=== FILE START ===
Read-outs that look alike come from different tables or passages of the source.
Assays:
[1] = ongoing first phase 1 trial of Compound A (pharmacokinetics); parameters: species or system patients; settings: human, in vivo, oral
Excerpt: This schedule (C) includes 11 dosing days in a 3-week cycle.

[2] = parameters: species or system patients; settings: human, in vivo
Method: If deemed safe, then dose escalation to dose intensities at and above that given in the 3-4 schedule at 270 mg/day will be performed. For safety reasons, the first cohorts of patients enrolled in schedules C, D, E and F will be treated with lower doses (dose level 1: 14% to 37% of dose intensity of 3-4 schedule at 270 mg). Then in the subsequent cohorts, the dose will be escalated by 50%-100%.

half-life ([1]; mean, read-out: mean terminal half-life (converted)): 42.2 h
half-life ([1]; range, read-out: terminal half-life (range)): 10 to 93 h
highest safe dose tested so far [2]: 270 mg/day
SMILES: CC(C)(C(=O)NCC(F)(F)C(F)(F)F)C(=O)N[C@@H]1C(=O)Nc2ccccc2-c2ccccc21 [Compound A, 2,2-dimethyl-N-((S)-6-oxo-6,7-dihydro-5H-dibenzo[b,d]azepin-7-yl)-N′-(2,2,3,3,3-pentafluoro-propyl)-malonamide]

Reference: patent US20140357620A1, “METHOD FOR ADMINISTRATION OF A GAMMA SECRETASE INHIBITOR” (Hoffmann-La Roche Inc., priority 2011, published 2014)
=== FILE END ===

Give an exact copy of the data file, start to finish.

Read-outs that look alike come from different tables or passages of the source.
Assays:
[1] = ongoing first phase 1 trial of Compound A (pharmacokinetics); parameters: species or system patients; settings: human, in vivo, oral
Excerpt: This schedule (C) includes 11 dosing days in a 3-week cycle.

[2] = parameters: species or system patients; settings: human, in vivo
Method: If deemed safe, then dose escalation to dose intensities at and above that given in the 3-4 schedule at 270 mg/day will be performed. For safety reasons, the first cohorts of patients enrolled in schedules C, D, E and F will be treated with lower doses (dose level 1: 14% to 37% of dose intensity of 3-4 schedule at 270 mg). Then in the subsequent cohorts, the dose will be escalated by 50%-100%.

half-life ([1]; mean, read-out: mean terminal half-life (converted)): 42.2 h
half-life ([1]; range, read-out: terminal half-life (range)): 10 to 93 h
highest safe dose tested so far [2]: 270 mg/day
SMILES: CC(C)(C(=O)NCC(F)(F)C(F)(F)F)C(=O)N[C@@H]1C(=O)Nc2ccccc2-c2ccccc21 [Compound A, 2,2-dimethyl-N-((S)-6-oxo-6,7-dihydro-5H-dibenzo[b,d]azepin-7-yl)-N′-(2,2,3,3,3-pentafluoro-propyl)-malonamide]

Reference: patent US20140357620A1, “METHOD FOR ADMINISTRATION OF A GAMMA SECRETASE INHIBITOR” (Hoffmann-La Roche Inc., priority 2011, published 2014)